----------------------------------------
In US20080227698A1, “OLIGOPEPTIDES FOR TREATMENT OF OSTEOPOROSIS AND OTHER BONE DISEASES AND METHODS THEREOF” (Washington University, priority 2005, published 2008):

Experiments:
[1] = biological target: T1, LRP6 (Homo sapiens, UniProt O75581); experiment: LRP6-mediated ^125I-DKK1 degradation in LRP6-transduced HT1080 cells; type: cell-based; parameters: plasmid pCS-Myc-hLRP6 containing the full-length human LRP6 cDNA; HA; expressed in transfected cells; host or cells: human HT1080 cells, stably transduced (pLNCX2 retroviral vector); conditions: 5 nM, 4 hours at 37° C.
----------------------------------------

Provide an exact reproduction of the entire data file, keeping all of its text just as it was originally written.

In US20080227698A1, “OLIGOPEPTIDES FOR TREATMENT OF OSTEOPOROSIS AND OTHER BONE DISEASES AND METHODS THEREOF” (Washington University, priority 2005, published 2008):

Experiments:
[1] = biological target: T1, LRP6 (Homo sapiens, UniProt O75581); experiment: LRP6-mediated ^125I-DKK1 degradation in LRP6-transduced HT1080 cells; type: cell-based; parameters: plasmid pCS-Myc-hLRP6 containing the full-length human LRP6 cDNA; HA; expressed in transfected cells; host or cells: human HT1080 cells, stably transduced (pLNCX2 retroviral vector); conditions: 5 nM, 4 hours at 37° C.